For training PART, the value of pruning confidence factor was taken as 0.25, while in JRIP, the minimum of the instances in a rule was taken as 2 and two optimization runs were performed. These classifiers were trained on the reduced dataset A obtained by retaining only the 5 features that were found to be significant, as discussed in the previous section. The data augmentation achieved by the initial splitting of vibration signals into signals of 1024 length resulted in a large enough dataset, removing the need to perform cross-validation while training the classifiers. For implementing bagging and multiboost, 10 iterations were performed with a batch size of 100.

Table 9 reports the performance of the classifiers in terms of accuracy obtained on the train and test datasets. Two cases were considered as follows:(a)When the selected feature set contains T2, T18, T22, T27, and T30 corresponding to column 1 of Table 9(b)When T30 is replaced with its Gaussian mixture model equivalent T30, the feature set in this case being T2, T18, T22, T27, and T30 corresponding to column 2 of Table 9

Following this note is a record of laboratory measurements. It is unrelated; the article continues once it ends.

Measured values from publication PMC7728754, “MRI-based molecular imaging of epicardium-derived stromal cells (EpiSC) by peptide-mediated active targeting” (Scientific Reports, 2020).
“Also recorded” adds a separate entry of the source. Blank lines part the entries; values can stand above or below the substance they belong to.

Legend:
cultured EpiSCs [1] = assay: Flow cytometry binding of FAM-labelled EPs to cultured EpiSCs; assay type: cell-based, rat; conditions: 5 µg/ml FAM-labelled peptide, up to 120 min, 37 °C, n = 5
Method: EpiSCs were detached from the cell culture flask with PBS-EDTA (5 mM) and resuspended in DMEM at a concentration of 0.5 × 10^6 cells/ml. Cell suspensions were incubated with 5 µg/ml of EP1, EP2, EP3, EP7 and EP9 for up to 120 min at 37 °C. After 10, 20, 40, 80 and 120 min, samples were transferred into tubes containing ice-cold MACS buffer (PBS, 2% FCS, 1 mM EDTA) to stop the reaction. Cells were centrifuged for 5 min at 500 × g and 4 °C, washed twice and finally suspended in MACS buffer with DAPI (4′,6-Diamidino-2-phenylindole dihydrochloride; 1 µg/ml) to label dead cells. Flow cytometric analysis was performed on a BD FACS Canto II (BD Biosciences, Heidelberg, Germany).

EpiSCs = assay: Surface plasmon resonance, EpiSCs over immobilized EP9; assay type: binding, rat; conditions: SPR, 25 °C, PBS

ClassifierTrain accuracyTest accuracy
T30T30T30T30

PART98.1198.3695.4395.43
PART+multiboost10010096.5196.75
PART + bagging98.7298.8196.4996.72
JRIP96.1596.4194.2894.37
JRIP + multiboost99.3799.9996.2296.37
JRIP + bagging98.1098.2196.0496.25

This section focuses on discussing the results for the case (a). The results for case (b) are discussed later in Section 4.7. It is observed that PART when used with multiboost outperforms all the 5 classifiers and gives the best performance with an accuracy of 96.51% on the test dataset and 100% on the train dataset. The performance of the features is further studied by inspecting the rules generated by them. Rules are propositional formulae consisting of one or more atomic formulae (enclosed in parentheses as shown below) that are joined together using logical connectives AND and IMPLIES . The number at the end of a rule indicates the number of instances correctly classified by that rule. PART with multiboost generates a total of 87 rules from the 5 important features. With just a small number of rules, the entire training data of 13648 samples are fully and accurately classified. Some of the rules generated are listed as follows: